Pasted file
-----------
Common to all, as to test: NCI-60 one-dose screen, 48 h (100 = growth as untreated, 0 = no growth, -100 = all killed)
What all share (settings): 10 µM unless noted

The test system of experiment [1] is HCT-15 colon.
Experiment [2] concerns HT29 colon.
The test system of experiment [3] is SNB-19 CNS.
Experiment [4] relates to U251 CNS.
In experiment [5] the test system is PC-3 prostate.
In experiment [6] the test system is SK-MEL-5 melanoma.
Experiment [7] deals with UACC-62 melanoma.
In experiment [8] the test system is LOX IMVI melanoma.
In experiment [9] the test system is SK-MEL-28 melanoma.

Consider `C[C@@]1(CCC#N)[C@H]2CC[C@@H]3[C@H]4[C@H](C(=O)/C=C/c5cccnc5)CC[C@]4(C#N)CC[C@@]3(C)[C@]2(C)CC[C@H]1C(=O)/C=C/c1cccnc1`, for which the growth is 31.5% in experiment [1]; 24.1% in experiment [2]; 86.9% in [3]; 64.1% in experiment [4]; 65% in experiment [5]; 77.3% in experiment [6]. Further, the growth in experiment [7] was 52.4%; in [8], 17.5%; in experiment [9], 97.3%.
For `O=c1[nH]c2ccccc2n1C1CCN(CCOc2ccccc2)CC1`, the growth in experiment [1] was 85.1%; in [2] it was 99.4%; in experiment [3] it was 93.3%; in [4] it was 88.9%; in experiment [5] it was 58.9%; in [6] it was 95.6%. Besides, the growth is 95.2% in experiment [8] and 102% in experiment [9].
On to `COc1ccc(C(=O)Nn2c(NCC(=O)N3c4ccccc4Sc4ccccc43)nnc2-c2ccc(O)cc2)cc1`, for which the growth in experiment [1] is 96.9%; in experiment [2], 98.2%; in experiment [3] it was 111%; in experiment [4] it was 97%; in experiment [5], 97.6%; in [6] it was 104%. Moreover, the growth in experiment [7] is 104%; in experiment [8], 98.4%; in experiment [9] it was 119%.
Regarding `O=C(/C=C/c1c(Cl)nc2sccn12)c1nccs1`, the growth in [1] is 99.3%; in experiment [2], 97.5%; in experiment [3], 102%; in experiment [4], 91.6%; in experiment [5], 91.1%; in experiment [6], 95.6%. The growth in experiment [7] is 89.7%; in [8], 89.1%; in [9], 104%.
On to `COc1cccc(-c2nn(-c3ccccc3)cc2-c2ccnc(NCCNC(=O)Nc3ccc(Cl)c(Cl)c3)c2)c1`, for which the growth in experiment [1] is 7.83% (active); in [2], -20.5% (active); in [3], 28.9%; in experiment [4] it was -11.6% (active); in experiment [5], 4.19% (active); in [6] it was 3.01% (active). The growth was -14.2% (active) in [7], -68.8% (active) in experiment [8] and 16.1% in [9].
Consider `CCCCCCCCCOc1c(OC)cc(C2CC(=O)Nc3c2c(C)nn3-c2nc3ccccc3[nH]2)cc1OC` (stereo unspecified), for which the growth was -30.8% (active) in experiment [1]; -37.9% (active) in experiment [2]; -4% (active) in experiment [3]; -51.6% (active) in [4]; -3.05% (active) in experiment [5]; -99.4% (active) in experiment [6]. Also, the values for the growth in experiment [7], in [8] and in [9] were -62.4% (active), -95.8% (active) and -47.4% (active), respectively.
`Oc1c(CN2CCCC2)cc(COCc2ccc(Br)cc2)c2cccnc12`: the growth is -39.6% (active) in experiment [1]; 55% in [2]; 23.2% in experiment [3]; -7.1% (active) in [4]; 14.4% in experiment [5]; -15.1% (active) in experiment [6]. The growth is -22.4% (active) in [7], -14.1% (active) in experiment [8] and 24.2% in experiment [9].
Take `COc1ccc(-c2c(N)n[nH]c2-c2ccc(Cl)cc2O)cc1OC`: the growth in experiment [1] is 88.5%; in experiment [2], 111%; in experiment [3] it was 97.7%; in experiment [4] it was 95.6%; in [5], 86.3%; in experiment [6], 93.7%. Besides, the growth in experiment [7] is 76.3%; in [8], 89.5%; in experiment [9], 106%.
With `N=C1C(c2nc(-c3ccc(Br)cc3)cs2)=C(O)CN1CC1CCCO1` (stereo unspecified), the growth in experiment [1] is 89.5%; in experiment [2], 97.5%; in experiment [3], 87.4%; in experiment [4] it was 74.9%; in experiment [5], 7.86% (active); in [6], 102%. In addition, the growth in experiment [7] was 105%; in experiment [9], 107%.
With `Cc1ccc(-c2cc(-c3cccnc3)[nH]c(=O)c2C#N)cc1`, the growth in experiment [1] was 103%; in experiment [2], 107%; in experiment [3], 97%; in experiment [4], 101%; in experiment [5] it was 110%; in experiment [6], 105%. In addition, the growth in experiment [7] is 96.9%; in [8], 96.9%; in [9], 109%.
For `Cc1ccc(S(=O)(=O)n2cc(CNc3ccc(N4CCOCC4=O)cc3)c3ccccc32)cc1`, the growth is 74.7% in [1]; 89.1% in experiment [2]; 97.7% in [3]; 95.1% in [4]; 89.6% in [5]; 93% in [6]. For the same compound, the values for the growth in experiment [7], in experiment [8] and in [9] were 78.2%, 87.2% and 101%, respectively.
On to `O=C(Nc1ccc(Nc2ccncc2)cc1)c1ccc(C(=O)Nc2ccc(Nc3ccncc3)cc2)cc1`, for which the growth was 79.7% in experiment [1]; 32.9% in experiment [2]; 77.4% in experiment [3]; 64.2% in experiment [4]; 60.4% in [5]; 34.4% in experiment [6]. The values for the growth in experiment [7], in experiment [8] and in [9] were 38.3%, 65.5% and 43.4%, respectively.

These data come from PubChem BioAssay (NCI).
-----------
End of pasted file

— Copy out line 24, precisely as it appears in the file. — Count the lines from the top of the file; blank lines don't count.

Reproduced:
These data come from PubChem BioAssay (NCI).